The access control list file will map usernames to a set of topics. Write this file to /etc/mosquitto/acls . See below example:

user chirpstack_gw
topic write gateway/+/event/+
topic read gateway/+/command/+

user chirpstack_ns
topic read gateway/+/event/+
topic write gateway/+/command/+

user chirpstack_as
topic write application/+/device/+/event/+
topic read application/+/device/+/command/+

3 - Mosquitto configuration

Add a new configuration file called /etc/mosquitto/conf.d/auth.conf with the following configuration:

allow_anonymous false
password_file /etc/mosquitto/passwd
acl_file /etc/mosquitto/acls

4 - Update ChirpStack configuration files

Edit the three ChirpStack configuration files /etc/chirpstack-gateway-bridge/chirpstack-gateway-bridge.toml , /etc/chirpstack-network-server/chirpstack-network-server.toml , and /etc/chirpstack-application-server/chirpstack-application-server.toml to add the new credentials:
Example for chirpstack-application-server.toml


# Connect with the given username (optional)

# Connect with the given password (optional)

Connect to and Configure the SenseCAP LoRaWAN Gateway

Log into the SenseCAP gateway
Find the IP address of the gateway and then go to ipadress:8000. Default user is “sensecap” and password is “sensecap!!!”

Set up LoRa Configuration
Go to the “LoRa” tab on the dashboard and set the “Packet Dispatch Configuration” to point to the IP address of the Ubuntu server running ChirpStack. Uplink and Downlink ports default to 1700 so leave settings at 1700. Configure it like the picture below but changing IP address to the ChirpStack server.

Adding the SenseCAP LoRa Gateway to ChirpStack

Detailed information on adding a gateway to ChirpStack is at Connecting a gateway to ChirpStack

1 - Login to the ChirpStack GUI

Use the IP address of the ChirpStack server and port 8080 to get to login screen:
(note: default credentials are Username: admin Password: admin )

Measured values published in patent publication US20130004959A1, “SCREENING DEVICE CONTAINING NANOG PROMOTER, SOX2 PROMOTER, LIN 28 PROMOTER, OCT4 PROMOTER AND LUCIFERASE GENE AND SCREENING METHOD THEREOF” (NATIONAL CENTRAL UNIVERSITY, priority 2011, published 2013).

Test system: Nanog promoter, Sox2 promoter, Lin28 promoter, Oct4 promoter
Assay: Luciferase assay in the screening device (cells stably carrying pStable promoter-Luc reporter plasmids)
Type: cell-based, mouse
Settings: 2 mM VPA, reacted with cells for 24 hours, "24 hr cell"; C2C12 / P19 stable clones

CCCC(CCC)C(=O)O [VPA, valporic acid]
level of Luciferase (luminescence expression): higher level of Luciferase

2 - Add Network Server

2 - Create Organization

Name Organization and check “Gateways” box

3 - Create Service Profile

Name Service Profile and check box

4 - Create Gateway

Name Gateway, enter Gateway ID and select Network Server
(note: Gateway ID is EUI: from SenseCAP Gateway label)

5 - Create Device Profile

Name Device Profile and select values shown for this setup

6 - Edit CODEC in Device Profile

Edit CODEC to use CODEC from machinechat article Seeed SenseCAP LoRaWAN ChirpStack CODEC

Adding SenseCAP LoRa Sensors to ChirpStack

1 - Create Application

Name Application and select Service Profile shown for this setup

2 - Add Device (SenseCAP Sensor)

Adding end devices requires entering the EUI (printed on the product label) and the app key which has to be retrieved online; see section 4.1 of .

Create Device in ChirpStack

Add Application key for Device

Enable HTTP Integration for JEDI Pro SSE in ChirpStack

Select “Add” in HTTP Integration tab in ChirpStack Integrations

Set the marshaller to “JSON” and the endpoint to the IP address of the machine where JEDI Pro SSE is running, i.e., “”. Make sure the port number (8090 in this example) is the same within the ChirpStack HTTP Integration and the JEDI Pro SSE data collector configuration. It should be a unique, unused port number (not 80, 8080, etc.)

Set up JEDI Pro SSE Data Collector

Displaying SenseCAP LoRa sensor data on JEDI Pro SSE

Example Data Dashboard for Temperature/Humidity and Light Intensity SenseCAP sensors


The combination of Machinechat’s JEDI Pro SSE applications software, ChirpStack LoRaWAN network server, and Seeed’s SenseCAP LoRa hardware result in a powerful edge-based IoT wireless sensor network without any requirement for a cloud connection or internet connectivity.